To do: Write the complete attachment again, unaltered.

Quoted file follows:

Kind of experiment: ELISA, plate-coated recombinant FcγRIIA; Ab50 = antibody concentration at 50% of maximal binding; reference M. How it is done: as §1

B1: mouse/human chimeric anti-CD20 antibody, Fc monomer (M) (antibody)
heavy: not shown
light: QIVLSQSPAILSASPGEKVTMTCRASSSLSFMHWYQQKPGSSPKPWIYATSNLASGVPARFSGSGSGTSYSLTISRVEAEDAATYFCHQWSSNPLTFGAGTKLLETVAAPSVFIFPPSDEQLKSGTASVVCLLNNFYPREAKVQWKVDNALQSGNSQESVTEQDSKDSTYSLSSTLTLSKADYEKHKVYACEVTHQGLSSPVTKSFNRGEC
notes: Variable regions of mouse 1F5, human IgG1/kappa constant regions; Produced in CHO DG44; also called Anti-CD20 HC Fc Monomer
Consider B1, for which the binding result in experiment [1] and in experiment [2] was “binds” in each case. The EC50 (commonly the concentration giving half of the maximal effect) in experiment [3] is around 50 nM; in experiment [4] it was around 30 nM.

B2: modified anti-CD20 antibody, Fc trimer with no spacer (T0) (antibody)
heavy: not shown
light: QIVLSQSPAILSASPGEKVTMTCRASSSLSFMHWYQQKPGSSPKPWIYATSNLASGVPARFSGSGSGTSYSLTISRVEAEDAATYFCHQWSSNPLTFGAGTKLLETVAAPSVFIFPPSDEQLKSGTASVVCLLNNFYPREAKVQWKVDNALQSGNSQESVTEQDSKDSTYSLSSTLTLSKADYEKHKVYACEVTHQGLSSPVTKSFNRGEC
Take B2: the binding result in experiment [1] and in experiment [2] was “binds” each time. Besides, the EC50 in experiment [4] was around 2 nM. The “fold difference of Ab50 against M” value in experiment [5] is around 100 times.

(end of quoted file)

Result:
Kind of experiment: ELISA, plate-coated recombinant FcγRIIA; Ab50 = antibody concentration at 50% of maximal binding; reference M. How it is done: as §1

B1: mouse/human chimeric anti-CD20 antibody, Fc monomer (M) (antibody)
heavy: not shown
light: QIVLSQSPAILSASPGEKVTMTCRASSSLSFMHWYQQKPGSSPKPWIYATSNLASGVPARFSGSGSGTSYSLTISRVEAEDAATYFCHQWSSNPLTFGAGTKLLETVAAPSVFIFPPSDEQLKSGTASVVCLLNNFYPREAKVQWKVDNALQSGNSQESVTEQDSKDSTYSLSSTLTLSKADYEKHKVYACEVTHQGLSSPVTKSFNRGEC
notes: Variable regions of mouse 1F5, human IgG1/kappa constant regions; Produced in CHO DG44; also called Anti-CD20 HC Fc Monomer
Consider B1, for which the binding result in experiment [1] and in experiment [2] was “binds” in each case. The EC50 (commonly the concentration giving half of the maximal effect) in experiment [3] is around 50 nM; in experiment [4] it was around 30 nM.

B2: modified anti-CD20 antibody, Fc trimer with no spacer (T0) (antibody)
heavy: not shown
light: QIVLSQSPAILSASPGEKVTMTCRASSSLSFMHWYQQKPGSSPKPWIYATSNLASGVPARFSGSGSGTSYSLTISRVEAEDAATYFCHQWSSNPLTFGAGTKLLETVAAPSVFIFPPSDEQLKSGTASVVCLLNNFYPREAKVQWKVDNALQSGNSQESVTEQDSKDSTYSLSSTLTLSKADYEKHKVYACEVTHQGLSSPVTKSFNRGEC
Take B2: the binding result in experiment [1] and in experiment [2] was “binds” each time. Besides, the EC50 in experiment [4] was around 2 nM. The “fold difference of Ab50 against M” value in experiment [5] is around 100 times.